After weeks of political squabbling, Eurozone leaders agreed on a rescue package for Greece, which includes assistance from the IMF as well as bilateral loans from fellow euro-member states, sending the global equity markets higher for the fourth consecutive week. The Cambridge Index climbed 1.7% or 120.17 points to 7,141.1.
Cambridge Index rises 1.7%
The Index outperformed the broader US and UK markets, as all but one of the top ten index heavyweights managed to end in the black. Autonomy and Johnson Matthey added 0.5% and 0.4% respectively, despite broker downgrades. CSR, down 0.1%, announced that Panasonic has selected its SiRFstarIII architecture features.
Aveva Group, up 0.9%, announced that one of the largest EPC contractors in Iraq has opted for AVEVA Plant solutions for its ongoing and future projects in Iraq. The Office of Fair Trading announced that the completed acquisition by Cartonplastgroup Holding of certain assets of the Demes Business Unit of DS Smith should not be referred to the Competition Commission.
Sagentia Group jumped 30.6% and emerged as the top gainer in the Cambridge Index, after Martyn Ratcliffe made a mandatory offer for the company’s entire issued and to be issued share capital. Greene King surged 6.4%, despite a warning by the UK beer and pub sector that tax hikes on alcohol would result in an additional cost of £161 million in 2010.
ARM Holdings gained 5.4%, after its peer, Taiwan Semiconductor, forecasted that the global semiconductor market output would grow 22% in 2010. Other prominent gainers were Abcam and Xaar, up 3.3% and 5.8% respectively. Domino Printing Sciences rose 1.2%, after JPMorgan Cazenove upgraded the stock to “Overweight” from “Neutral”. ANT, up 1.8%, announced that it would showcase a live HbbTV (Hybrid Broadcast Broadband TV) implementation at the IPTV World Forum.
Vernalis plunged 17.7%, emerging as the top loser in the Cambridge Index, after the company announced that it would stop the development of its indantadol drug, ‘V3381’, as the drug failed in its clinical trial. Other noticeable losers were Genemedix, Dialight and Netcall, all down between 3.1% and 7.7%.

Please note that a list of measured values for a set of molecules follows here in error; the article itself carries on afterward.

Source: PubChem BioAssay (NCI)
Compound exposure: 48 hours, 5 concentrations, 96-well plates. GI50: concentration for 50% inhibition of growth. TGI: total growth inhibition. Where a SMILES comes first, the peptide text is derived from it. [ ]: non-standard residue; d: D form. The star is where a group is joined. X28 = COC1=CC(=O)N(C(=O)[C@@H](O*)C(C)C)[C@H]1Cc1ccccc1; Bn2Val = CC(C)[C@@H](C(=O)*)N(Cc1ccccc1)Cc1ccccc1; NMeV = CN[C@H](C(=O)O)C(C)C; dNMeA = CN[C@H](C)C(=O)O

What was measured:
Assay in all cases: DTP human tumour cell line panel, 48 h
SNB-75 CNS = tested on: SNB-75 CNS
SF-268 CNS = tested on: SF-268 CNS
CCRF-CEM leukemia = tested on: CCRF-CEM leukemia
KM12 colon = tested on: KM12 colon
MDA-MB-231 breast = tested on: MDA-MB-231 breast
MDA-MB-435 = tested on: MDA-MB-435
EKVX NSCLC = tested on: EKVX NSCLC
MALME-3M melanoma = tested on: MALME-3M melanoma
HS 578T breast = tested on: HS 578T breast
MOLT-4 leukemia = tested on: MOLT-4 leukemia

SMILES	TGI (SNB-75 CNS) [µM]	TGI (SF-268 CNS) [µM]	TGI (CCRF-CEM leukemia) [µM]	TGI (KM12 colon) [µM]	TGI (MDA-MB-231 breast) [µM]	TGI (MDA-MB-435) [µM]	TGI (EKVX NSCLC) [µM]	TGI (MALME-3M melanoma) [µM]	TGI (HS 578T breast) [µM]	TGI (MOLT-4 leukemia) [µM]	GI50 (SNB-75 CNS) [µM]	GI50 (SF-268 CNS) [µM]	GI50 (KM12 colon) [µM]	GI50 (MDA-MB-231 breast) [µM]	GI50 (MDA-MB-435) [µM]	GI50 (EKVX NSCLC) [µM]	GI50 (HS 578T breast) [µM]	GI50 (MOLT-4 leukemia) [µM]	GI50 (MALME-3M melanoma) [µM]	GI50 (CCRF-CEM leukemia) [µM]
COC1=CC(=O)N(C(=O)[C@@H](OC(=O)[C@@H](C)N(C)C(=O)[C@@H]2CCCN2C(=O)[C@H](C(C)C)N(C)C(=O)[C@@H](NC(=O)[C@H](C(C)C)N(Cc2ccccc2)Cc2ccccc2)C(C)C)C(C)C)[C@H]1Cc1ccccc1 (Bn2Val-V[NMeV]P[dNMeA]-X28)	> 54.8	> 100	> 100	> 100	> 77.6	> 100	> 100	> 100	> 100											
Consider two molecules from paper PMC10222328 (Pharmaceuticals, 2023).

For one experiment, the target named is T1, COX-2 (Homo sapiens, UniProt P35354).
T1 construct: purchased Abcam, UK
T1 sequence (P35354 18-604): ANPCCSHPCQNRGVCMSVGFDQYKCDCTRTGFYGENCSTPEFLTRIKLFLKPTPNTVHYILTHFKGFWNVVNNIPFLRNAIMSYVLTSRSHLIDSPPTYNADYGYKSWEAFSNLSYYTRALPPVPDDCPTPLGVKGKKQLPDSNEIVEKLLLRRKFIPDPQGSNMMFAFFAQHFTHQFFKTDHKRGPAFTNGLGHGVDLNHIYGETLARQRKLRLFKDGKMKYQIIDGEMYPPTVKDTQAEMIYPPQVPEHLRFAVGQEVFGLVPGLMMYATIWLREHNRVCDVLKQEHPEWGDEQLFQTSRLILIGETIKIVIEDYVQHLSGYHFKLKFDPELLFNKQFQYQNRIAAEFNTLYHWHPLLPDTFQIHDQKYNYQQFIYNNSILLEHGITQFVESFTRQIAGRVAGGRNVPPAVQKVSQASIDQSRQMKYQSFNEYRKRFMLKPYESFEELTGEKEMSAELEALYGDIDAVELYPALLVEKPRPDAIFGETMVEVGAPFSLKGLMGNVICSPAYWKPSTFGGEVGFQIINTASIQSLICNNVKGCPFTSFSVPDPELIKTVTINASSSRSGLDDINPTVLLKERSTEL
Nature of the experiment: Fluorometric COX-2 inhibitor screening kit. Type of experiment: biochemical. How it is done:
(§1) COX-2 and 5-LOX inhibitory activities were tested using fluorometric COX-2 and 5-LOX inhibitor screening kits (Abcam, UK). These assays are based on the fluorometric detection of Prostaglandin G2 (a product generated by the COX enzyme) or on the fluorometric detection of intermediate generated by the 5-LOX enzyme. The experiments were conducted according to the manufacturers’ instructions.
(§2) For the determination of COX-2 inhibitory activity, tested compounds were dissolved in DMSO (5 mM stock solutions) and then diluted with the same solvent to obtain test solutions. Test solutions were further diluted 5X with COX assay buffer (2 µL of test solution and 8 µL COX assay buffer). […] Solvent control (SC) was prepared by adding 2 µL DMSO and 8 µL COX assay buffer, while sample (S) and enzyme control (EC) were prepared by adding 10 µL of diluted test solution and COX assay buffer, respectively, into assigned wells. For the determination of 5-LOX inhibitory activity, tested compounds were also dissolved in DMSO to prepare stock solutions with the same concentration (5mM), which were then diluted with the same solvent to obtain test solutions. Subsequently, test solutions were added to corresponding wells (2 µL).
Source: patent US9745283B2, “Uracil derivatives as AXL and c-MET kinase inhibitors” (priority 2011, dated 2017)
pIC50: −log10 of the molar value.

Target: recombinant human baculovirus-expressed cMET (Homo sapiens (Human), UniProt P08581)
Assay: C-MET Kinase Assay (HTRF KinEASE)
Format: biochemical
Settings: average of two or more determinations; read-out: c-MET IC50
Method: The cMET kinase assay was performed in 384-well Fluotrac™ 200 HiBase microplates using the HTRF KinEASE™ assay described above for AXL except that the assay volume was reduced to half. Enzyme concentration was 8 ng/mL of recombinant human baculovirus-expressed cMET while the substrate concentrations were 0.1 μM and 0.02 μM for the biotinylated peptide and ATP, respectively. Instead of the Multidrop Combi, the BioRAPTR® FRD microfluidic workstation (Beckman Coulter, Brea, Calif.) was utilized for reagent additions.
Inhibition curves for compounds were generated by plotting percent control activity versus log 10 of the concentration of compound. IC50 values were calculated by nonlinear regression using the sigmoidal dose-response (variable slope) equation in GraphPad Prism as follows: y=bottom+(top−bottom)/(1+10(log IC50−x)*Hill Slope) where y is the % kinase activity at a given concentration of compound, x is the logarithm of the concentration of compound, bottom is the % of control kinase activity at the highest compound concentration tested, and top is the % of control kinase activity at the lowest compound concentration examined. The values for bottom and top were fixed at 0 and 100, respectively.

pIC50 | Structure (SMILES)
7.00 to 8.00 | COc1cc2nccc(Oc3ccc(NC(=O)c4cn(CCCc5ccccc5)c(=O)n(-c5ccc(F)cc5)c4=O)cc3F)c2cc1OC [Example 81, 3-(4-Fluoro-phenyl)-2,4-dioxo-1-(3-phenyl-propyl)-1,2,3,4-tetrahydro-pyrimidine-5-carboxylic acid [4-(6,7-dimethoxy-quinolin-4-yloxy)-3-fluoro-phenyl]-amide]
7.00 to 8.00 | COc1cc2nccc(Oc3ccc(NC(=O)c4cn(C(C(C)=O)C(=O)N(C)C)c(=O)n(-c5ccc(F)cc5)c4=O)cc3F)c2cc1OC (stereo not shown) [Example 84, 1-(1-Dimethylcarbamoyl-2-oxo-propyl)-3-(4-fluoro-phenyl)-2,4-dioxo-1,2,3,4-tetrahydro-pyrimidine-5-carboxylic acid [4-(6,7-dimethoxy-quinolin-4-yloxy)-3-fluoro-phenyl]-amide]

In the UK, the FTSE 100 Index advanced 0.9% over the week to 5,703.0, as fears over a possible Greek debt default faded, after the European leaders agreed on a Greek rescue proposal. Dubai’s decision to support the restructuring of debt-stricken state-owned firms, Dubai World and Nakheel, also provided some relief to the investors.
Adding to the positive sentiment, UK retail sales registered a higher-than-expected growth of 2.1% in February. The FTSE techMARK 100 Index rose 0.8% to 1,891.6, while the FTSE AIM 100 Index edged up 2.0% to 3,286.0.
The US markets rose during the week, amid a flurry of broker upgrades, approval of health-care legislation and improving job market conditions. Investors increased their exposure to risky assets, as weekly initial jobless claims fell to 442,000, the lowest level in six weeks.
Several prominent stocks such as Citigroup, Boeing, Caterpillar and Apple benefited from positive broker reviews. The banking sector received a boost after Federal Reserve Chairman, Ben Bernanke reiterated his pledge to keep interest rates at a record low level for an extended period. However, gains were limited as weak US Treasury note auctions and Fitch’s downgrade of Portugal’s credit rating affected sentiment. Also, a 2.2% decline in new home sales in February and a downward revision to US fourth-quarter growth figures cast doubts over the economic recovery. The Dow Jones Index gained 1.0% to 10,850.4, while the Nasdaq Index rose 0.9% to 2,395.1.
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